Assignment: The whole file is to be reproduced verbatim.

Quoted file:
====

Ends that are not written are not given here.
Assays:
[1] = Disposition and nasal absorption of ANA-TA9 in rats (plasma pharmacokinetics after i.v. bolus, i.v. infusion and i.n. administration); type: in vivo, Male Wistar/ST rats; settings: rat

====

Ends that are not written are not given here.
Assays:
[1] = Disposition and nasal absorption of ANA-TA9 in rats (plasma pharmacokinetics after i.v. bolus, i.v. infusion and i.n. administration); type: in vivo, Male Wistar/ST rats; settings: rat